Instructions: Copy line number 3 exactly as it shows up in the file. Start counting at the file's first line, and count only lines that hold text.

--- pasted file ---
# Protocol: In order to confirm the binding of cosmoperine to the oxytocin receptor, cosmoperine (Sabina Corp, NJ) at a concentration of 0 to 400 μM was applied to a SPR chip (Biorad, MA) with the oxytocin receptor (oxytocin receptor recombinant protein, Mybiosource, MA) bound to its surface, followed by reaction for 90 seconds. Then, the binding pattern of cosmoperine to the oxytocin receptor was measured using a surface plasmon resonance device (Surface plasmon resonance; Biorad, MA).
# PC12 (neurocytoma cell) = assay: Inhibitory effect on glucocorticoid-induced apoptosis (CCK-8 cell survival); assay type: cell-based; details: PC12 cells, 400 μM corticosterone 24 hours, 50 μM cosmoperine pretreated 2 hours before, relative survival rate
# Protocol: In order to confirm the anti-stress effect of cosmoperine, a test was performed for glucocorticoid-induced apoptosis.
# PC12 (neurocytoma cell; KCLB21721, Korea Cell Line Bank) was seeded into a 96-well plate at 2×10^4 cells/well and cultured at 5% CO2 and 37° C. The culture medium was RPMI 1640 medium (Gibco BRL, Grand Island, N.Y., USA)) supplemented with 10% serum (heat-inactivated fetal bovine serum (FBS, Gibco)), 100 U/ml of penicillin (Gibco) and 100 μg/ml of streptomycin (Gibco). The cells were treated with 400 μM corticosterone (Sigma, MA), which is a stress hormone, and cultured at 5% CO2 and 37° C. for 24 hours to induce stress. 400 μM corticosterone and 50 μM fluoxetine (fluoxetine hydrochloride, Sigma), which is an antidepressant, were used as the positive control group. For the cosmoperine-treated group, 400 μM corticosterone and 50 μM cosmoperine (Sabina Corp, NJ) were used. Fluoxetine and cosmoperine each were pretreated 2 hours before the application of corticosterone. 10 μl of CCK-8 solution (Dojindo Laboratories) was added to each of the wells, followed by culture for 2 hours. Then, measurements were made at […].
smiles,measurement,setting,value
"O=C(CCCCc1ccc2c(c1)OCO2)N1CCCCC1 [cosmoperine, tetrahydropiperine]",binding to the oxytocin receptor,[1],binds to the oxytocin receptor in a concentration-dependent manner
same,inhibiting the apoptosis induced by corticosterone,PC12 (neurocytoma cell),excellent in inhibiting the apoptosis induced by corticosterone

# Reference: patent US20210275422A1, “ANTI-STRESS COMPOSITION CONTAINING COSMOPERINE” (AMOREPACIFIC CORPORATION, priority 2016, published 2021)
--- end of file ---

# Protocol: In order to confirm the anti-stress effect of cosmoperine, a test was performed for glucocorticoid-induced apoptosis.